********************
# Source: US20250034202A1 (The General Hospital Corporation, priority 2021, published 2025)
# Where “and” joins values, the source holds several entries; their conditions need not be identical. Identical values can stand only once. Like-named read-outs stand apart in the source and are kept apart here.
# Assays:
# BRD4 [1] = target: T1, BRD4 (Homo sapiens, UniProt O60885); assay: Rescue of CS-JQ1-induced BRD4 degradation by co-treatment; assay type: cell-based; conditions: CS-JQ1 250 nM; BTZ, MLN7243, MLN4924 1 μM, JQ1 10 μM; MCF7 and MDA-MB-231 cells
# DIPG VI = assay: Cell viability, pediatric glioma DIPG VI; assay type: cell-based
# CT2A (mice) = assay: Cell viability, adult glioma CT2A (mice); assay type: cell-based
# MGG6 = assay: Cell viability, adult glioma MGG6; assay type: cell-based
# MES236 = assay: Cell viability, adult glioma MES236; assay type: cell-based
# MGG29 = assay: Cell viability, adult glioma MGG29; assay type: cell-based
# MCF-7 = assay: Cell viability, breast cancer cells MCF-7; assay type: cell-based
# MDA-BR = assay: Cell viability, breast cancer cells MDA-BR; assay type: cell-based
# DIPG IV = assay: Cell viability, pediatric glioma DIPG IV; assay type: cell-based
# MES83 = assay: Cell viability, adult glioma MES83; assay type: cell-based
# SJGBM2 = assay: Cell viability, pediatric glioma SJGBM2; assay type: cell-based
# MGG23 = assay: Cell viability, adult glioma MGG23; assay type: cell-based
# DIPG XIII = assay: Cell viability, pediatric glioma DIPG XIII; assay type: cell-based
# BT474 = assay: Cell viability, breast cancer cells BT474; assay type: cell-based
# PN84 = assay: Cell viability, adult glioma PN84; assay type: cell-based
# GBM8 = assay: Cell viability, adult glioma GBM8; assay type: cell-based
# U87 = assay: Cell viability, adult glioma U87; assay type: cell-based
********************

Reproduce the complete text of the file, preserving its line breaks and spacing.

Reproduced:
# Source: US20250034202A1 (The General Hospital Corporation, priority 2021, published 2025)
# Where “and” joins values, the source holds several entries; their conditions need not be identical. Identical values can stand only once. Like-named read-outs stand apart in the source and are kept apart here.
# Assays:
# BRD4 [1] = target: T1, BRD4 (Homo sapiens, UniProt O60885); assay: Rescue of CS-JQ1-induced BRD4 degradation by co-treatment; assay type: cell-based; conditions: CS-JQ1 250 nM; BTZ, MLN7243, MLN4924 1 μM, JQ1 10 μM; MCF7 and MDA-MB-231 cells
# DIPG VI = assay: Cell viability, pediatric glioma DIPG VI; assay type: cell-based
# CT2A (mice) = assay: Cell viability, adult glioma CT2A (mice); assay type: cell-based
# MGG6 = assay: Cell viability, adult glioma MGG6; assay type: cell-based
# MES236 = assay: Cell viability, adult glioma MES236; assay type: cell-based
# MGG29 = assay: Cell viability, adult glioma MGG29; assay type: cell-based
# MCF-7 = assay: Cell viability, breast cancer cells MCF-7; assay type: cell-based
# MDA-BR = assay: Cell viability, breast cancer cells MDA-BR; assay type: cell-based
# DIPG IV = assay: Cell viability, pediatric glioma DIPG IV; assay type: cell-based
# MES83 = assay: Cell viability, adult glioma MES83; assay type: cell-based
# SJGBM2 = assay: Cell viability, pediatric glioma SJGBM2; assay type: cell-based
# MGG23 = assay: Cell viability, adult glioma MGG23; assay type: cell-based
# DIPG XIII = assay: Cell viability, pediatric glioma DIPG XIII; assay type: cell-based
# BT474 = assay: Cell viability, breast cancer cells BT474; assay type: cell-based
# PN84 = assay: Cell viability, adult glioma PN84; assay type: cell-based
# GBM8 = assay: Cell viability, adult glioma GBM8; assay type: cell-based
# U87 = assay: Cell viability, adult glioma U87; assay type: cell-based